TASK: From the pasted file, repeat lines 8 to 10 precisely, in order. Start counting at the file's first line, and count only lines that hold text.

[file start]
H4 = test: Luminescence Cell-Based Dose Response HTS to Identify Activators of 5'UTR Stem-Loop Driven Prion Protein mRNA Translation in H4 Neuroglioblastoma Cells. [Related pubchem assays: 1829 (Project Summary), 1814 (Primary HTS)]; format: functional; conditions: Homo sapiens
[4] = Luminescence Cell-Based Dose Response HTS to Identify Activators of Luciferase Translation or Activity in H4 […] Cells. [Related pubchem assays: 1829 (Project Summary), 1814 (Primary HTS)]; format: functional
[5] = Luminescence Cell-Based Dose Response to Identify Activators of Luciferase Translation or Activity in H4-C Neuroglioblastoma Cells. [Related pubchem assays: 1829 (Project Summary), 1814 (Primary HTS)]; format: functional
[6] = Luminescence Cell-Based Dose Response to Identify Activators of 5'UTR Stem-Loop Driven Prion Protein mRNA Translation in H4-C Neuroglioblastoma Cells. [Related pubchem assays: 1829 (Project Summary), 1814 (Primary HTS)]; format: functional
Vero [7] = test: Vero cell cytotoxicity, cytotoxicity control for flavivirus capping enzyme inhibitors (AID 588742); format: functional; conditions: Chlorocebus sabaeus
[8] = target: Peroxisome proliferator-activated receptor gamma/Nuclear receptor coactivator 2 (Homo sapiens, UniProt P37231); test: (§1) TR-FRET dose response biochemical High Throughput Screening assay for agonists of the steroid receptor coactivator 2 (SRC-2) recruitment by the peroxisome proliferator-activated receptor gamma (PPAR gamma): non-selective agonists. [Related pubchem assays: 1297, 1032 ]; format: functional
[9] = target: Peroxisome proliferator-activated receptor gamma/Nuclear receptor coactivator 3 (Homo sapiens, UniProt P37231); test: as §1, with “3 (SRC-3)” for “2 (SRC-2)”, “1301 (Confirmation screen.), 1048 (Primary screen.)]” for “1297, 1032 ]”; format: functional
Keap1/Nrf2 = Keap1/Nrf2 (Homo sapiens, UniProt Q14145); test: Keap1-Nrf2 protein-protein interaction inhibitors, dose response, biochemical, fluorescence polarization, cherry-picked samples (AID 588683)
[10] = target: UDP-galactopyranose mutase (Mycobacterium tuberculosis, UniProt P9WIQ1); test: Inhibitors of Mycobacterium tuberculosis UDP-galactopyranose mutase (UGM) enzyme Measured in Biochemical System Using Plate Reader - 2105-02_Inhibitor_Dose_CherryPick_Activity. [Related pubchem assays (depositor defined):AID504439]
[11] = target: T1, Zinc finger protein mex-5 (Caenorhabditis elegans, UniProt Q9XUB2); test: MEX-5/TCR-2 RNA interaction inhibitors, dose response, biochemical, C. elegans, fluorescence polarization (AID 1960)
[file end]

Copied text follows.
Keap1/Nrf2 = Keap1/Nrf2 (Homo sapiens, UniProt Q14145); test: Keap1-Nrf2 protein-protein interaction inhibitors, dose response, biochemical, fluorescence polarization, cherry-picked samples (AID 588683)
[10] = target: UDP-galactopyranose mutase (Mycobacterium tuberculosis, UniProt P9WIQ1); test: Inhibitors of Mycobacterium tuberculosis UDP-galactopyranose mutase (UGM) enzyme Measured in Biochemical System Using Plate Reader - 2105-02_Inhibitor_Dose_CherryPick_Activity. [Related pubchem assays (depositor defined):AID504439]
[11] = target: T1, Zinc finger protein mex-5 (Caenorhabditis elegans, UniProt Q9XUB2); test: MEX-5/TCR-2 RNA interaction inhibitors, dose response, biochemical, C. elegans, fluorescence polarization (AID 1960)